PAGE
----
“We had to persuade the bank to lend us some money – and that took some doing,” says Will, “but the Thompson charm worked… eventually. We then had 10 days to turn the place around, and very little money to do it with, so friends and family stepped in to help. Failure was never an option, it was going to work.”
They set a budget, realised they couldn’t afford to do all they wanted and so had to work on a shoestring. They found a local graffiti artist to paint their distinctive mural, a local taxidermist to supply them with stuffed foxes and pheasants, and made some tables out of old cable reels and others from scaffolding and wood from Cirencester Park. With the help of friends and family they had their restaurant ready in 10 days.
Calum was two-and-a-half years into his university course but gave it up to run the restaurant. Neither brother was a trained chef so they roped in a friend to help them for the first few days, showing them how to cater for large numbers.
“We decided to go down the ‘dirty food’ route,” says Will. “It sounds odd but it’s basically American diner classics such as burgers and ribs, and English comfort food like bangers and mash, but really good quality. And, in our case, the meat was going to be predominantly game and sourced locally. We want all our ingredients to come from within a 20-mile radius and to be ethically and morally sound. Our chicken has to be free-range, and our pork and beef are rare-breed. The venison is wild and stalked, and the pheasant and partridge shot locally, along with rabbit and pigeons. The bread is from a local baker.”
Interestingly, the boys won’t serve hare at Eat Wild.
“I hate seeing hares shot so we won’t put hare on the menu,” says Will.
Even some of the alcohol is local: ale brewed in Bourton on the Water, cider from Sherborne and vodka distilled in Herefordshire from English potatoes.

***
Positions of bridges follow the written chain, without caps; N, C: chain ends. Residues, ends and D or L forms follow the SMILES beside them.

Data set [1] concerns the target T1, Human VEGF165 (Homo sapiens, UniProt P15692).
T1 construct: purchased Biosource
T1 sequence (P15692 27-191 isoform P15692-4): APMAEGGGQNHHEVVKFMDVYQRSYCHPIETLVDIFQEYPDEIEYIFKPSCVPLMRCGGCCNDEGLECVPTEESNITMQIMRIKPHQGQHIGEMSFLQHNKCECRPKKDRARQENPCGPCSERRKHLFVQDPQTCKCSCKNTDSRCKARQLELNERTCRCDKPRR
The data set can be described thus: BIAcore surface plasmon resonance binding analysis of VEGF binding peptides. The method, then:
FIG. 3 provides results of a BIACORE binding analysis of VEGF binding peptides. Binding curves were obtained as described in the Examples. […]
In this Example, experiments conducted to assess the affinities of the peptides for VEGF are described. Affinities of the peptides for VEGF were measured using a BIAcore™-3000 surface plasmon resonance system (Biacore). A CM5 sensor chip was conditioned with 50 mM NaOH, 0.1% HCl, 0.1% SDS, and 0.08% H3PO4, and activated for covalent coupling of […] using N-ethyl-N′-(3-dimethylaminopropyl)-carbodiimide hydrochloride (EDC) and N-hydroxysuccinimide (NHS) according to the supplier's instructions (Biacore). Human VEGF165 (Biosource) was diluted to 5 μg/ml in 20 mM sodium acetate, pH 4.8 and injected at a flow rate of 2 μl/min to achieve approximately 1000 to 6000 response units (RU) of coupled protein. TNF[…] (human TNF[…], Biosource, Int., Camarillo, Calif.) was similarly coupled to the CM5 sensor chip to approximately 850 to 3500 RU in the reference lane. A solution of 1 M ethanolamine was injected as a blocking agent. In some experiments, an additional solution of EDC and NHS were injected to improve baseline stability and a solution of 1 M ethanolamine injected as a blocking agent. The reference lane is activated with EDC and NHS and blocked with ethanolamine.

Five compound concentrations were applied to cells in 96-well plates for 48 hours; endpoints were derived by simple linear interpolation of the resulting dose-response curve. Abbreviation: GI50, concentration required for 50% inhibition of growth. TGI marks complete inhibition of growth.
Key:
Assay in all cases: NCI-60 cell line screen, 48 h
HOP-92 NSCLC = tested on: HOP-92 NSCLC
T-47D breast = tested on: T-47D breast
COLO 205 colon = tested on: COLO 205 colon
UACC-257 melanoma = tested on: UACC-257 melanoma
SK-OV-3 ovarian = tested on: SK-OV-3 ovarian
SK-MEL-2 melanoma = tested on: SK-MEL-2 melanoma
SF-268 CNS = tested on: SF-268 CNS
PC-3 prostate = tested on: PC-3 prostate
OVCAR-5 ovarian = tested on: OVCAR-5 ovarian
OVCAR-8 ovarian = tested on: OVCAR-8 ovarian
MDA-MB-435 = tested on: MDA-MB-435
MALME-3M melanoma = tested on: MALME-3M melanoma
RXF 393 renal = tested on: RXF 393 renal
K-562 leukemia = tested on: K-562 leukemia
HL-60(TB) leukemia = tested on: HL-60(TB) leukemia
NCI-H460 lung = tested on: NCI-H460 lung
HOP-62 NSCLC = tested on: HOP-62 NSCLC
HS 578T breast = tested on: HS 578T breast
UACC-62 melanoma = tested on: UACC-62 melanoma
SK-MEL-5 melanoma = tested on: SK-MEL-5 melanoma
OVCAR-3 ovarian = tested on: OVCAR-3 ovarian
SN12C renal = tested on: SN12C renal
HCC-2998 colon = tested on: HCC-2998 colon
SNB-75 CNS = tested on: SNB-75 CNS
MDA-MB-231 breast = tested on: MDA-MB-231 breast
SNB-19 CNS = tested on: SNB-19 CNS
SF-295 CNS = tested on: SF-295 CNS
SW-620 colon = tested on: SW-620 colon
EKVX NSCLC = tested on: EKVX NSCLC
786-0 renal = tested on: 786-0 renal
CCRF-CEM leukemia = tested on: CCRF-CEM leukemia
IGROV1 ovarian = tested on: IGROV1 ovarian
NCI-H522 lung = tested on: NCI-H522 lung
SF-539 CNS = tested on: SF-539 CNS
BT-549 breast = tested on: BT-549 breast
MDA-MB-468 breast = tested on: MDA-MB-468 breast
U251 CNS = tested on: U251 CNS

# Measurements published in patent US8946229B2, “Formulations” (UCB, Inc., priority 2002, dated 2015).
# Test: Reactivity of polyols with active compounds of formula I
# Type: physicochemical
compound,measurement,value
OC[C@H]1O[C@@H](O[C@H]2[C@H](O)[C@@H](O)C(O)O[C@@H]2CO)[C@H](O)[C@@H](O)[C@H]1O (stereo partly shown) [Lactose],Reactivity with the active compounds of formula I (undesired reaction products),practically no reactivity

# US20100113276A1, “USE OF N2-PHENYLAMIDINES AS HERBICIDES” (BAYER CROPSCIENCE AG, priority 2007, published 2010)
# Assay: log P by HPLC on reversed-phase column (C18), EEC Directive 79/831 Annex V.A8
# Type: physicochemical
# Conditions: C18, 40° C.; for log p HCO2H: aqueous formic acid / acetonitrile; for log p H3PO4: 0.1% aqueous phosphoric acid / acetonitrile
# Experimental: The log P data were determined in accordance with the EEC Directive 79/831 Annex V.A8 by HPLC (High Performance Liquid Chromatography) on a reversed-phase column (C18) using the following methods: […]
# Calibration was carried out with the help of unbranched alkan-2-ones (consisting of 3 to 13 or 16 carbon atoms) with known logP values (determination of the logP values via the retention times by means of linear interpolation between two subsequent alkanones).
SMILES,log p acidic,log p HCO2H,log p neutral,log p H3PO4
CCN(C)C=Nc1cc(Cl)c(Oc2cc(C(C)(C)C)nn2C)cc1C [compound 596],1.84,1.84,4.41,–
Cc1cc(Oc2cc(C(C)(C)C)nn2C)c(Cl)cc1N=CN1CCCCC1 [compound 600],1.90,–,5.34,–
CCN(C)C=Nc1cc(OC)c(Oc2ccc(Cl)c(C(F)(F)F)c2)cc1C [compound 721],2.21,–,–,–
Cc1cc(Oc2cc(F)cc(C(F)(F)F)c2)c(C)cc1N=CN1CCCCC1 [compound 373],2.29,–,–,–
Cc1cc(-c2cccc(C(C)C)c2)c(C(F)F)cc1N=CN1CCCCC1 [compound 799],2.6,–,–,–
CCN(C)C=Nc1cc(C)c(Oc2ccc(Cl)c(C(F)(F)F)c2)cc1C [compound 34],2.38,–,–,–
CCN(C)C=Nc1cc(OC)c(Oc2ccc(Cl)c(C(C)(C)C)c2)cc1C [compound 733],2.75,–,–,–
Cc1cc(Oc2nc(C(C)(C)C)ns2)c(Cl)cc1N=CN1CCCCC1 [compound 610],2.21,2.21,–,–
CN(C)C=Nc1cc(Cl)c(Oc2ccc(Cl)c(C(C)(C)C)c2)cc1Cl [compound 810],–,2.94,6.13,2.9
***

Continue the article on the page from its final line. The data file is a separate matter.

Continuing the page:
The boys admit they were “bricking it” when they first opened in May 2014.
“We always have the attitude of ‘we can do that’ but it did give us some sleepless nights.”
The restaurant seats 30 and on their first day they served 120 covers. With the boys cooking and Dad helping out in the kitchen, they have gone from strength to strength. They are now ninth on the Trip Advisor list for their area – quite an achievement for a restaurant that’s only been open for a few months.
“I think people eat too much meat,” says Calum. “They expect to eat it every day and pay little for mass-produced, frankly horrible stuff. They would be much better off eating meat a few times a week and paying more for better quality, locally-sourced produce. We want our food to be accessible to everyone and to teach people what’s in season. It’s not expensive and everyone is welcome. We are building up a large number of regulars of all ages and from all walks of life, which is just what we want. We are also attracting vegetarians and serve a delicious halloumi and aubergine burger. They realise our meat is ethically and morally sourced. We might even convert a few…”
Will and Calum have managed to build up a large clientele quickly using social media. They have an Eat Wild Facebook page and a blog, both of which are followed by large numbers.
“We are able to keep customers informed online about what we are doing,” says Will. “We tell them what’s on the menu this week and where our meat is from. We are planning to shoot some pheasants this afternoon to make tikka masala tonight. There will be pictures uploaded of us shooting so everyone knows what’s on the menu later.”
Now they have established one Eat Wild restaurant, they are keen to expand.
“A lot of our customers are telling us to go to the King’s Road in London,” explains Will. “We haven’t decided yet but we are certainly planning to open more places. We want our food to be real food for real people, and for it to be easily accessible.”
For reservation enquiries at Eat Wild, based at 4 Castle Street, Cirencester, GL7 1QA, tel. 01285 657399 or visit eat-wild.co.uk